Art Capsule Reviews

Baseball Project We don’t know a whole lot about baseball. Nonetheless, we like Mike Hill’s drawings, which document and track three seasons of Red Sox players’ performances. For each season, the artist uses a different system for logging various outcomes, and each is painstakingly etched out over the course of several months’ worth of ballgames. Walking into the gallery filled with line graphs, bar graphs and other mysterious notation devices, we felt right at home for reasons having nothing to do with baseball. Instead, we thought, This is what obsessiveness looks like. It’s perfect, and it’s something we’d recognize anywhere. Through Nov. 5 at the Paragraph Gallery, 23 E. 12th St., 816-221-5115. (G.K.)

Exhibición de la arte de vida y muerte The Day of the Dead Festival is over. Gone is your chance to buy skull-shaped lollipops, refrigerator magnets and pens. No more can you enjoy funnel cake while watching lithe flamenco dancers stomp gracefully in high heels. But the art and ofrendas (or altars) at Mattie Rhodes Gallery are still on display, and art workshops continue for the duration of the exhibit. The most-publicized work is by famous Mexican artist Jorge R. Gutierrez, whose colorful, iconic posters of El Macho (or Macho Man) seem to have predicted the current trendiness of skull imagery. (His Web site has the best URL ever; at super-macho.com you can also see the artist’s “manimation.”) Other pieces of wall art worth the visit are Xerox-transfer skull prints on big, heavy stone tablets and layered, comic-book style Day of the Dead stories. But a window installation is our favorite part. Dirt covers the window sill, and a grave awaits an unglazed clay coffin carried by a procession of unglazed clay skeletons. Through Nov. 19 at Mattie Rhodes Gallery, 919 W. 17th St., 816-221-2349. (G.K.)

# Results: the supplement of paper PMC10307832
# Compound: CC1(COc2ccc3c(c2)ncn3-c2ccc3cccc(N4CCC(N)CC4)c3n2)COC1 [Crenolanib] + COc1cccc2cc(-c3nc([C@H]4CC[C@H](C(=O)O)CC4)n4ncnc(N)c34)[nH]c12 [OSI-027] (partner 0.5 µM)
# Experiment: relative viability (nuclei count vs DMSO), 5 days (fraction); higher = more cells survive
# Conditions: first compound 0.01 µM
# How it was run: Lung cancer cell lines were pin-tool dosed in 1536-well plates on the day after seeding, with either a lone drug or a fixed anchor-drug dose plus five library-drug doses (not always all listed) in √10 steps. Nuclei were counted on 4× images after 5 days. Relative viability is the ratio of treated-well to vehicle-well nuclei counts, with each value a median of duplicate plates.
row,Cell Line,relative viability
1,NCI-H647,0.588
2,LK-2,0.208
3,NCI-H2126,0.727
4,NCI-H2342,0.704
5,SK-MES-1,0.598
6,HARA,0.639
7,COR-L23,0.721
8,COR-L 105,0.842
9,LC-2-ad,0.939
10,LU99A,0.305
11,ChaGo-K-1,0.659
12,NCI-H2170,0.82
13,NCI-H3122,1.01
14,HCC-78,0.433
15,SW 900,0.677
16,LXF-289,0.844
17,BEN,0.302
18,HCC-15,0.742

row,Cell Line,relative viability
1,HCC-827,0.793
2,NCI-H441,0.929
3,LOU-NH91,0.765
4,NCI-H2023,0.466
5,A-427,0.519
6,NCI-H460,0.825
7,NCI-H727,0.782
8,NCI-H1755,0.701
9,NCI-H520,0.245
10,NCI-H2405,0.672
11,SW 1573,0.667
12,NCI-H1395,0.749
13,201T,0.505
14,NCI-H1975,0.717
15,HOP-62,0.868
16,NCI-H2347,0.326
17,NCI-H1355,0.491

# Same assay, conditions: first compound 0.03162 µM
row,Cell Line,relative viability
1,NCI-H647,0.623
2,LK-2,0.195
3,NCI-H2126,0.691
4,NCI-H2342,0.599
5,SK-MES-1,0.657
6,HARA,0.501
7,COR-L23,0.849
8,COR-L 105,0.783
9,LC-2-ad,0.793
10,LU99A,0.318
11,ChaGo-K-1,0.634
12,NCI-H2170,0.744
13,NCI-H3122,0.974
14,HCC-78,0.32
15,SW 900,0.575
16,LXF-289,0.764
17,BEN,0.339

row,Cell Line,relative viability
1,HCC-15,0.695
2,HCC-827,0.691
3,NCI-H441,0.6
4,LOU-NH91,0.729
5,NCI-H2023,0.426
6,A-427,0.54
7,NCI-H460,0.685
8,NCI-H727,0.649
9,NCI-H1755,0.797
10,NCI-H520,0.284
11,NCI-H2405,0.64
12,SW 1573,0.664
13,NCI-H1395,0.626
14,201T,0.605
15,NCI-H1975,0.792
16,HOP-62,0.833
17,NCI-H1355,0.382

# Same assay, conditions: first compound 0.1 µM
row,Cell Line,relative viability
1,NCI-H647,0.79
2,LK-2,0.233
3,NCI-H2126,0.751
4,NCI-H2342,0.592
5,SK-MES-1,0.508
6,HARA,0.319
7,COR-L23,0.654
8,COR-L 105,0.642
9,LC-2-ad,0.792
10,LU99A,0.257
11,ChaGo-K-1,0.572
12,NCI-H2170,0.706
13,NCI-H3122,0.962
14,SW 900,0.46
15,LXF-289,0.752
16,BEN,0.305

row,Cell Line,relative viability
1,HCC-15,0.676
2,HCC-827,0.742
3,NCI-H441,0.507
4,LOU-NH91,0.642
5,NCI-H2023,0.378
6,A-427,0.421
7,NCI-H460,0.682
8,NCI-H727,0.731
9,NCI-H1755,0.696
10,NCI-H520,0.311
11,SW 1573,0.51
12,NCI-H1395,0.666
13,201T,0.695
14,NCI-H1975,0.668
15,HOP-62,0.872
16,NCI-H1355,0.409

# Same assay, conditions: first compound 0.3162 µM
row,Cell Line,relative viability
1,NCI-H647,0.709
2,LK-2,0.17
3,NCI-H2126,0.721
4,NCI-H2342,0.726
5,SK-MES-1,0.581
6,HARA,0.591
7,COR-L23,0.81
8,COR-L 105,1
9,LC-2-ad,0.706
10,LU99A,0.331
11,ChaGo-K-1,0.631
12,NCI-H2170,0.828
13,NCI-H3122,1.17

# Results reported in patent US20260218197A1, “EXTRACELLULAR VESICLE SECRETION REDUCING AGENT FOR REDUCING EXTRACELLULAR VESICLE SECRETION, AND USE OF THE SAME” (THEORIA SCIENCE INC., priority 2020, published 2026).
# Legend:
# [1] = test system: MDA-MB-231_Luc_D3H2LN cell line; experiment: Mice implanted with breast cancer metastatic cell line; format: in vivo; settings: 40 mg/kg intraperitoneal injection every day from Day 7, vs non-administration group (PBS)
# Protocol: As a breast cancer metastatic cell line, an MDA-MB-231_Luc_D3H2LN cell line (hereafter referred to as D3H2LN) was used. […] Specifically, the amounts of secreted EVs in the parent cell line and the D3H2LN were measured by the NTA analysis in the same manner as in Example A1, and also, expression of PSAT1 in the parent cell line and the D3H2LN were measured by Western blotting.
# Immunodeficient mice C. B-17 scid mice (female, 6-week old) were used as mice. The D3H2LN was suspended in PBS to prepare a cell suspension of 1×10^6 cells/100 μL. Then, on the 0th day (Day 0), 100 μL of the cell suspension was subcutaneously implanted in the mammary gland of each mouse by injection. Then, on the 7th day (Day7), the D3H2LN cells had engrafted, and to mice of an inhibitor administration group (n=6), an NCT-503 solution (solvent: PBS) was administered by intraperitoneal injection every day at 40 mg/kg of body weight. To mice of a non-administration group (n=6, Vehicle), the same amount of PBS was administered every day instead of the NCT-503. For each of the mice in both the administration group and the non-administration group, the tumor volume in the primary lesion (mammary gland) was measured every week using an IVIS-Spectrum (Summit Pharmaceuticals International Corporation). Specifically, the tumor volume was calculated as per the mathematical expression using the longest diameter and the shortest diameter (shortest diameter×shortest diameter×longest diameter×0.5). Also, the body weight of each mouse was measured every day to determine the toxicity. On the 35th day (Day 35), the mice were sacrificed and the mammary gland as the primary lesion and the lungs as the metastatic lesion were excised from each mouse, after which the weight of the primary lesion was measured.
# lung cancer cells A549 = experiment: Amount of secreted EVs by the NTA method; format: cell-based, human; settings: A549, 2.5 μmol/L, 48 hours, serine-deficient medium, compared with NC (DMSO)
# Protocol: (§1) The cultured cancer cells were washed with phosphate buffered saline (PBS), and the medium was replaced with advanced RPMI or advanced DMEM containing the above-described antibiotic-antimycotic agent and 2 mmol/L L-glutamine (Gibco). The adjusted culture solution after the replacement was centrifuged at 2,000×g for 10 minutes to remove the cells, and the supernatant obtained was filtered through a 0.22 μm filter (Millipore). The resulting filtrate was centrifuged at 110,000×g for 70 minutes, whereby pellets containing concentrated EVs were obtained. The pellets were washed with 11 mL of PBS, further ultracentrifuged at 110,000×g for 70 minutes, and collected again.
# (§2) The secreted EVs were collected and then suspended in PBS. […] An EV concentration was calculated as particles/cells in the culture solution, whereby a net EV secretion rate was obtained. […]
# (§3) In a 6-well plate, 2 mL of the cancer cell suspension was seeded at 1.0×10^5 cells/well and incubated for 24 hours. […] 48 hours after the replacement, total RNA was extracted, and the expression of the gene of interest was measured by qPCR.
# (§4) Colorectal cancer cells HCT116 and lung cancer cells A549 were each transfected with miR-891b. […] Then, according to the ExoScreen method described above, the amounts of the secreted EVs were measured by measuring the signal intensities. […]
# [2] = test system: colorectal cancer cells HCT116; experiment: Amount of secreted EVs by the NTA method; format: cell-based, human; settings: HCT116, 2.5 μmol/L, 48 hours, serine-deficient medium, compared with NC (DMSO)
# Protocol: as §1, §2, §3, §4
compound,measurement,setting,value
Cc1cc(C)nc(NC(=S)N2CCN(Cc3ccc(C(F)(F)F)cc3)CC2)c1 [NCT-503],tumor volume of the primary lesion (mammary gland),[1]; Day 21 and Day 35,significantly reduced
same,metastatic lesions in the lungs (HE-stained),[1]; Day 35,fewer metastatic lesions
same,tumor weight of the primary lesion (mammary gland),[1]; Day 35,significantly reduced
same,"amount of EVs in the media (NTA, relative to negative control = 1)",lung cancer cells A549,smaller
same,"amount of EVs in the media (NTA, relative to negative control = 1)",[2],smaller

Married to Adventure Before loaded terms such as “multiculturalism” came along to institutionalize a basic desire to understand other people, Osa Johnson and her husband, Martin, just got in a plane and lived the idea, completely unself-consciously. The two Kansans traveled to parts of the world that scared the bejesus out of most Americans in the early part of the 20th century. Their still and moving footage of indigenous civilizations was later used in popular silent films — and in at least one instance, they returned to those locales to screen a film for the people who had appeared in it. The exhibit at the Kansas City Museum shows photographs and film reels as well as special editions of Osa Johnson’s best-selling autobiography, I Married Adventure, printed with zebra-striped covers. Especially awe-inspiring is the photo, shot from a plane, of stampeding giraffes. Osa Johnson = total badass. Through Jan. 8 at the Kansas City Museum, 3218 Gladstone Blvd., 816-460-2020. (G.K.)

Newrotic: Experiments in Eroticism With new gallery director Luis Garcia in place, the Vault has gathered paintings of women resembling Tank Girl, airbrushed hip-hop portraits and girls who look straight out of manga. But one person’s Playboy centerfold is another’s unsexy nightmare. Accordingly, the works in this group show are a bit of a sensual smorgasbord — what one viewer finds titillating, another might find mundane. Adrian Halpern’s delicate, disjointed figures (a screaming girl wields a sword in one hand; her other arm is a fish, her legs a mass of snakes) are set next to a series of photographs called “Mine Is Bigger Than Yours” in which Beanie Babies are placed in provocative positions with … mushrooms. The piece that provoked the most laughter on opening night involves Ronald McDonald proclaiming “I’m loving it” as a woman, naked but for thigh-high stockings and a corset around her midsection, goes down on his Big Mac. We’ll skip the joke about supersizing it. Through Nov. 24 at the Vault Gallery at Leedy-Voulkos, 2012 Baltimore, 816-405-3562. (R.B.)